Selection of molecular aptamers for identification of live cells of Ralstonia solanacearum: A new method in plant pathology.
P. G. CHAMPOISEAU (1), J. B. Jones (1), K. Sefah (2), W. Tan (2) (1) University of Florida, Department of Plant Pathology, Gainesville, FL, USA; (2) University of Florida, Department of Chemistry, Gainesville, FL, USA.
Phytopathology 99:S20.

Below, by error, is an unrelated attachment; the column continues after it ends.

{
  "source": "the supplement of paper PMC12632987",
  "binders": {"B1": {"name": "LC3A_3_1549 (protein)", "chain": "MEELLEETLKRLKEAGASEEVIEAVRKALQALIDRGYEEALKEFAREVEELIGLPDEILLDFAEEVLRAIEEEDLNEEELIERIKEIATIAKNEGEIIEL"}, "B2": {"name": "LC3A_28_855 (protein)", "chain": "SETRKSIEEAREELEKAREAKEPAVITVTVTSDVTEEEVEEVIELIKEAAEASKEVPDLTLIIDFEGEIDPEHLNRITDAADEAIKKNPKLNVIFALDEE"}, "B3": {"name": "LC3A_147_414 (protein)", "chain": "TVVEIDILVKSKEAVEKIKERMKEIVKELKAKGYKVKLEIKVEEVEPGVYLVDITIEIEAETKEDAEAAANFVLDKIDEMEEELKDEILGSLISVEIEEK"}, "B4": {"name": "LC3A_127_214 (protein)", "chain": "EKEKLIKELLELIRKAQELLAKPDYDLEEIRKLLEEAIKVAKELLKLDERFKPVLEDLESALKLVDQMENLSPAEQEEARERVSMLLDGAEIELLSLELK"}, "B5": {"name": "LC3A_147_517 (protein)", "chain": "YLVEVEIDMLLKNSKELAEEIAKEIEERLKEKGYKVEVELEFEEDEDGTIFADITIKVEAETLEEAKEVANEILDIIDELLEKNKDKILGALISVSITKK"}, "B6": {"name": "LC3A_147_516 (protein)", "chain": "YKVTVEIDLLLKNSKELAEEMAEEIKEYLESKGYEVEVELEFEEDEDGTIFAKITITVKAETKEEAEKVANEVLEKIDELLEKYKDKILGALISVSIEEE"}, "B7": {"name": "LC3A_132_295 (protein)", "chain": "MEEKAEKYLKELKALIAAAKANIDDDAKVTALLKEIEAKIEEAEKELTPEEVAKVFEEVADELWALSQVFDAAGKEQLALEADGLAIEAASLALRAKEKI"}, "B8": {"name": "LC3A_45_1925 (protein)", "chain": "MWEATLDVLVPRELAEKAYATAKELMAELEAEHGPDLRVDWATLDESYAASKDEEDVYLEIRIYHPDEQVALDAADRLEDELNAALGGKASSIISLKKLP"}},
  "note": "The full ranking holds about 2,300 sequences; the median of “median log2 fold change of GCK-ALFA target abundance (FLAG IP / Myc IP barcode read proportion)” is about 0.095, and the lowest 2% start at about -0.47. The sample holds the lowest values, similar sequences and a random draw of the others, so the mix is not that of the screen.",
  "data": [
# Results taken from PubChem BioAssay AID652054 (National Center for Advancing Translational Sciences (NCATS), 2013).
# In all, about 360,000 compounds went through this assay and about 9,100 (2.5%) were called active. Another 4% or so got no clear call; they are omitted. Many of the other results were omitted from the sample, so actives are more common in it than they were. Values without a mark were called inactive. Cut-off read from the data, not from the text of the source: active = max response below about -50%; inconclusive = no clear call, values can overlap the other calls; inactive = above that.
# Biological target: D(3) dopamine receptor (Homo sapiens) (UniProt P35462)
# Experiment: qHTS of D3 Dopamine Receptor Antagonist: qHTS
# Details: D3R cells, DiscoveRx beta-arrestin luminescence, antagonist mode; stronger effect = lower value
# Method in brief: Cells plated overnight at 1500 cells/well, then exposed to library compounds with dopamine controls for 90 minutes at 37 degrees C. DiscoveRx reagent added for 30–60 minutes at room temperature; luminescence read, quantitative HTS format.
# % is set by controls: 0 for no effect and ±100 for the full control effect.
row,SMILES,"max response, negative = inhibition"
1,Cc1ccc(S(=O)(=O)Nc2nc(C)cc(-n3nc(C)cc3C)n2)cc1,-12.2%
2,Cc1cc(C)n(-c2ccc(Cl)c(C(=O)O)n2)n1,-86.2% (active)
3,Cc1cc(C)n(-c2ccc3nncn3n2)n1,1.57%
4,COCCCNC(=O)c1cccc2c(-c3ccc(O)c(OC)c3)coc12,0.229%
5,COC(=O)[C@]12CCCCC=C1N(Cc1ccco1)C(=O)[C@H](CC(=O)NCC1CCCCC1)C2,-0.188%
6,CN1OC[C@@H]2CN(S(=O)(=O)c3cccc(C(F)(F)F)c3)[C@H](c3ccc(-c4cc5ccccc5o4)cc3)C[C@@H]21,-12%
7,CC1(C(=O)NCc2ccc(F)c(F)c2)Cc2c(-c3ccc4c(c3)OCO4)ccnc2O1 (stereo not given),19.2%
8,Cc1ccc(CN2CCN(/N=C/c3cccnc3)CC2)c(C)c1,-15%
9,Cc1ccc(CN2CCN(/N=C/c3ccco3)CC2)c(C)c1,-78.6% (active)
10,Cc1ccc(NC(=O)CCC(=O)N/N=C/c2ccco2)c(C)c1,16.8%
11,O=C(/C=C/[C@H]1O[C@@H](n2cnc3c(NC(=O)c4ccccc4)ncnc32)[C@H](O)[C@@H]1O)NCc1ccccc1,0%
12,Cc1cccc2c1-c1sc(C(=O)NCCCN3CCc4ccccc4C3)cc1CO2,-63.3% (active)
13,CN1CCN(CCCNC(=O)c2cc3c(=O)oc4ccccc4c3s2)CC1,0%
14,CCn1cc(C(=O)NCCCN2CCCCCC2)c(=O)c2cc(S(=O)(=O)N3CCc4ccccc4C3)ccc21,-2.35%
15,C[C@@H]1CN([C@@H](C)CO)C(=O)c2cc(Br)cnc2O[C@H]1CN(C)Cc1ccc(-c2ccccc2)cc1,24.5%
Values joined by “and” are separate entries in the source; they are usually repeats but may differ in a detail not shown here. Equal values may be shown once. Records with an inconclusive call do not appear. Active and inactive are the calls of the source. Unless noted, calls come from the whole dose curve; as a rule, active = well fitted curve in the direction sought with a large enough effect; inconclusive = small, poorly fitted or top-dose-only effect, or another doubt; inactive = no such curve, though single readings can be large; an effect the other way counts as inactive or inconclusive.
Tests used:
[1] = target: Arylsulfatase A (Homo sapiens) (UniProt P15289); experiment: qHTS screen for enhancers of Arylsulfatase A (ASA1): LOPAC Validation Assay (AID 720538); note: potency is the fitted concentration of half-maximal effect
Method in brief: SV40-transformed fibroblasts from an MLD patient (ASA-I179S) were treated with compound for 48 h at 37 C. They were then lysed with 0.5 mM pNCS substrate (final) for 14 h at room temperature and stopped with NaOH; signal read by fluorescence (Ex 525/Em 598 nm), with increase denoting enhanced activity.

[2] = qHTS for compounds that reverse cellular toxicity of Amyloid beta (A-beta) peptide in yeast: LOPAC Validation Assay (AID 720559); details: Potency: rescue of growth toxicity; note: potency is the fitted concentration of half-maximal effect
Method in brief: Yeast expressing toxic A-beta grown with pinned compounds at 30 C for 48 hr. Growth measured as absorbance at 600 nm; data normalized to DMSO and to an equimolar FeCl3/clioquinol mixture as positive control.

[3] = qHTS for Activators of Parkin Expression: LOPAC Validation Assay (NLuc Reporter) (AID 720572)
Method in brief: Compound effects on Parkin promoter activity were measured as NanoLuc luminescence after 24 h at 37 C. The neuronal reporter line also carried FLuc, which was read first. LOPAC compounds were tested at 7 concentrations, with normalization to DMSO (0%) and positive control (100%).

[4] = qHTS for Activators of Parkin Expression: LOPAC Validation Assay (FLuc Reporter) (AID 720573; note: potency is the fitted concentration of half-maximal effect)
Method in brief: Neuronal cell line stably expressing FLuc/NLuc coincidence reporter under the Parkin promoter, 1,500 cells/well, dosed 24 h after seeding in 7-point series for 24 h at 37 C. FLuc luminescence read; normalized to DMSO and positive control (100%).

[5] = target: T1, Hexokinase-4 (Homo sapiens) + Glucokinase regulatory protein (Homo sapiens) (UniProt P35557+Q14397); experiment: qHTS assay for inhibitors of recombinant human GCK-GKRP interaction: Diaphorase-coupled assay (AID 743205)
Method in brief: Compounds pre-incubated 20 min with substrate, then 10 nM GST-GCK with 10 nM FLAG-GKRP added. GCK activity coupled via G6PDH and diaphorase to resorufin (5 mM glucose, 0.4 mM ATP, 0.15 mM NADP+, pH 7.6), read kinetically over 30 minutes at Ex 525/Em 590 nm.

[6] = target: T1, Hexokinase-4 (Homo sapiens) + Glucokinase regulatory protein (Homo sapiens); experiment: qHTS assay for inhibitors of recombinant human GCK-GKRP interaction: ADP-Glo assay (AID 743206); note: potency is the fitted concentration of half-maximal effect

Abstract: Ralstonia solanacearum (Rs) has the potential to be one of the most damaging plant pathogenic bacteria in production fields of diverse crops. One subgroup of Rs, designated race 3 biovar 2 (R3bv2), is on the select agent list and is subject to the strictest biosecurity regulations in the United States. Due to its status, the need for unambiguous identification of R3bv2 is critical; however, diagnostic tools currently used by official laboratories lack the requisite sensitivity, specificity, or speed. Molecular aptamers are single-stranded oligonucleotides that can specifically bind with high affinity to a variety of molecules ranging from macromolecules to small compounds. They are generated through an in vitro selection process termed SELEX (system evolution of ligands by exponential enrichment) and have been used quasi-exclusively in human cancer research. Recently, a cell-SELEX protocol was developed to successfully produce aptamers that could specifically differentiate two closely-related cell lines using whole live cells. In this study, we used Rs race 3 strain UW485 (target cells) and race 1 strain Rs5 (control cells) to evaluate the potential for cell-SELEX to produce Rs race 3-specific aptamers. After 16 rounds of selection, flow-cytometry data indicated enrichment of aptamers specific to the UW485 strain, with evidence for targeting cell exopolysaccharides. Aptamers potentially could be produced and used in the future as reproducible, fast and highly-specific diagnostic tools for R3bv2.